Rudd’s Health Revolution is no panacea

I sat through the National Press Club’s appearance by our Prime Minister. It was vintage Rudd and I use the term “vintage” to mean “same old, same old.”

He announced his new plan for solving the problems in our public hospitals by keeping patients out of them. This is a good idea because our hospitals are dangerous places full of Golden Staph and MRSA. Many people die in hospital because of poor hygienic conditions. Besides, hospitals cost a lot to run and lack competent staff and beds. The challenge, of course, is to keep the public healthy so that they do not require hospital admissions. That is called preventative medicine, but more about that at the end of this post.

The federal government would fund 60% of the cost of our hospitals while the states would be responsible for 40% of the cost. This should put a stop to the annual arguments with the states over funding, Rudd said, but didn’t explain how that would be achieved. When asked whether this was a cop out so that one side could still blame the other he naturally did not answer the journalist’s query. Instead, he went on about “working families” deserving the best health system and who can argue with that? I find myself hissing loudly when Rudd mentions working families as if single people, couples and retired people don’t matter. And they probably don’t, according to him.

I didn’t hear anything that convinced me that Rudd has the answers. It was all very general and full of platitudes about “things are not good enough.” I am left with the impression that the 60% and the 40% responsibility equation is a recipe for conflict and passing the buck. You are either in charge or you are not. Why should the states strive harder when Rudd promises to take the burden from them completely if need be? I would hand it over to the Prime Minister in a flash, but I suspect Rudd wouldn’t want that because then he could not blame the recalcitrant states for his failings.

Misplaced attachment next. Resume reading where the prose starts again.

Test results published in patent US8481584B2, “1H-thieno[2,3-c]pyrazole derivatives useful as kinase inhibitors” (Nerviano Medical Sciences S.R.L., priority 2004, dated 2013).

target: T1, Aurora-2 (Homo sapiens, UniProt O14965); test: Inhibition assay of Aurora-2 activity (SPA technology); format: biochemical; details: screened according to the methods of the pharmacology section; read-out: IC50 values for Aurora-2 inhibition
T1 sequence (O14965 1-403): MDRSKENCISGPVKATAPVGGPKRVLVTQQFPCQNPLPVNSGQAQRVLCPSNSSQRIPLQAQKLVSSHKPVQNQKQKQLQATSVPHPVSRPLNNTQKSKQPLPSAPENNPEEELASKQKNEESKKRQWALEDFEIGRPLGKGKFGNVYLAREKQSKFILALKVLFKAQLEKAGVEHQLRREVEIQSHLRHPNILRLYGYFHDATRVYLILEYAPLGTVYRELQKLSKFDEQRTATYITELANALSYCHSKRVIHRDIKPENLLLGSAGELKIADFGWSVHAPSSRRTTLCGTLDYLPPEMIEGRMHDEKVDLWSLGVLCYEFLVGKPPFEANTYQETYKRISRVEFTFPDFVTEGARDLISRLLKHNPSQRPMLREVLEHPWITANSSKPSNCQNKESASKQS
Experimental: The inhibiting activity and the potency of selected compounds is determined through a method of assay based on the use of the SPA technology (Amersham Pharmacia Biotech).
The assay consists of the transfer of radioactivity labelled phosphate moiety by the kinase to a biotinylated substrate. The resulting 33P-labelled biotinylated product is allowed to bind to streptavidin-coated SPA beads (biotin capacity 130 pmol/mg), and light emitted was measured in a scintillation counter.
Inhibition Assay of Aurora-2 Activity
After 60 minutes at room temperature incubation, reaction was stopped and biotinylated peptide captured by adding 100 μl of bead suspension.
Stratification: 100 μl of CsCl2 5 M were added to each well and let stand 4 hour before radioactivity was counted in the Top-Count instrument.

Interestingly, there was no mention of that “partnership” alliance that Rudd had been gushing about with the Premier of South Australia. Surely this was the opportunity to announce that they will all work together for the good of the country. But no, we got the impression that this was going to be a bit feudal. The Lord of the Manor will be in charge and his vassals in the states will oblige or else. This is a typical approach by Kevin Rudd who is not known for his conciliatory governance.

The Education Revolution is nothing compared with the problems in our health system. A few curricula changes with plenty of Dreamtime and didgeridoos, a few memorial halls, a few lap tops in the library and we are done, but Health is a big challenge for any government.

This is especially so if you are not going to make the hard decisions such as taxing tobacco out of existence and stopping drunken driving by adopting zero tolerance to driving under the influence of alcohol (and drugs for that matter.) It would indeed be a courageous government who would tackle the tobacco and alcohol lobby who are responsible for the deaths of so many people here.

This would be true preventative medicine and would free up hospital beds for those whose ill health is not self-inflicted. Without such changes, however, I cannot believe that Rudd is serious.


One thought on “Rudd’s Health Revolution is no panacea

  1. DOES RUDD APPEAL TO WOMEN? You have to be joking, that nasty dictatorial lttle man. Pursed WET lips & into earwax. The false smirk & the hate in his eyes.No manners, no class, could that be because he was brought up in a car? Then he met Therese!!!!!!


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